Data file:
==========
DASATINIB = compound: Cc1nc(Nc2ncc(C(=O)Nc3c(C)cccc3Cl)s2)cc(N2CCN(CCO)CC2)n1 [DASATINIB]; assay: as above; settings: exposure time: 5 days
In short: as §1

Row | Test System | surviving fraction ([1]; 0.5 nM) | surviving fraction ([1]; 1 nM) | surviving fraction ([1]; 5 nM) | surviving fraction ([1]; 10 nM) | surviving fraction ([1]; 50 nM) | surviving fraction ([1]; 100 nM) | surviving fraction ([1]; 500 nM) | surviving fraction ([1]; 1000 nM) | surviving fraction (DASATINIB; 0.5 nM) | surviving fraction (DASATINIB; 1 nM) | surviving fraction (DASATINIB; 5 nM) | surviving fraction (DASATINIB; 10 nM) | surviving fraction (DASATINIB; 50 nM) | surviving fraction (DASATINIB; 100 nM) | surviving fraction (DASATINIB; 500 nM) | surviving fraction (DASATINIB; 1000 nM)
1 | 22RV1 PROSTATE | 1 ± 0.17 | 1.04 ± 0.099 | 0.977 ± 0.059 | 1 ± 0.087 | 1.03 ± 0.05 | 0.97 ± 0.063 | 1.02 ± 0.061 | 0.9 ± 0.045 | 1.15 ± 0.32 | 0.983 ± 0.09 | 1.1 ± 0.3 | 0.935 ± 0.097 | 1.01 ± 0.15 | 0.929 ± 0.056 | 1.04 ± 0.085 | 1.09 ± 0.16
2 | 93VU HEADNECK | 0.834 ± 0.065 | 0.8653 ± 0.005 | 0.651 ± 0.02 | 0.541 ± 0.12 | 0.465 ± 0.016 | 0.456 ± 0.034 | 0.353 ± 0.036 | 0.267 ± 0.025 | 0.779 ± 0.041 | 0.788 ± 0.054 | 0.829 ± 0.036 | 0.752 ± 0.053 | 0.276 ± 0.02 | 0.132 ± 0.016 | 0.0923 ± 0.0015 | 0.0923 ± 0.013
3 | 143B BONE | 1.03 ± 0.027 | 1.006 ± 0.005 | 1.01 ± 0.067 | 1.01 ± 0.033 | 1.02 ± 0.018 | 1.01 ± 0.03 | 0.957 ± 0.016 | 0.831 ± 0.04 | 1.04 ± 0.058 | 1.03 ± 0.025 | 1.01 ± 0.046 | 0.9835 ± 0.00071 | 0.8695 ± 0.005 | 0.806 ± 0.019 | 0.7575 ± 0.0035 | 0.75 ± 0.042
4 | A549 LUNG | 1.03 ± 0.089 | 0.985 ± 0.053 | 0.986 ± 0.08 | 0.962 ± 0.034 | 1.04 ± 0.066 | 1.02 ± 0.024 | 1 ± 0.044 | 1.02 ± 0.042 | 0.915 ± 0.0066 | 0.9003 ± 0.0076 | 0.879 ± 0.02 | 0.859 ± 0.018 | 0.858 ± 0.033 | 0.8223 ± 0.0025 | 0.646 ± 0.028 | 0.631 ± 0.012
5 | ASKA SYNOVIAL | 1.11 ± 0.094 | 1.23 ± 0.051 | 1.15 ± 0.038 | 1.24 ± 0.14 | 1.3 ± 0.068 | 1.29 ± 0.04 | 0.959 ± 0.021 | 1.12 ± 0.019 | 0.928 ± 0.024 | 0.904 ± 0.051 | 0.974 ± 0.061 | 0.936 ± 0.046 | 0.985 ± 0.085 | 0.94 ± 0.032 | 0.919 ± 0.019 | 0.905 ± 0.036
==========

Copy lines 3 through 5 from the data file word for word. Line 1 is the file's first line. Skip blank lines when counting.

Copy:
Row | Test System | surviving fraction ([1]; 0.5 nM) | surviving fraction ([1]; 1 nM) | surviving fraction ([1]; 5 nM) | surviving fraction ([1]; 10 nM) | surviving fraction ([1]; 50 nM) | surviving fraction ([1]; 100 nM) | surviving fraction ([1]; 500 nM) | surviving fraction ([1]; 1000 nM) | surviving fraction (DASATINIB; 0.5 nM) | surviving fraction (DASATINIB; 1 nM) | surviving fraction (DASATINIB; 5 nM) | surviving fraction (DASATINIB; 10 nM) | surviving fraction (DASATINIB; 50 nM) | surviving fraction (DASATINIB; 100 nM) | surviving fraction (DASATINIB; 500 nM) | surviving fraction (DASATINIB; 1000 nM)
1 | 22RV1 PROSTATE | 1 ± 0.17 | 1.04 ± 0.099 | 0.977 ± 0.059 | 1 ± 0.087 | 1.03 ± 0.05 | 0.97 ± 0.063 | 1.02 ± 0.061 | 0.9 ± 0.045 | 1.15 ± 0.32 | 0.983 ± 0.09 | 1.1 ± 0.3 | 0.935 ± 0.097 | 1.01 ± 0.15 | 0.929 ± 0.056 | 1.04 ± 0.085 | 1.09 ± 0.16
2 | 93VU HEADNECK | 0.834 ± 0.065 | 0.8653 ± 0.005 | 0.651 ± 0.02 | 0.541 ± 0.12 | 0.465 ± 0.016 | 0.456 ± 0.034 | 0.353 ± 0.036 | 0.267 ± 0.025 | 0.779 ± 0.041 | 0.788 ± 0.054 | 0.829 ± 0.036 | 0.752 ± 0.053 | 0.276 ± 0.02 | 0.132 ± 0.016 | 0.0923 ± 0.0015 | 0.0923 ± 0.013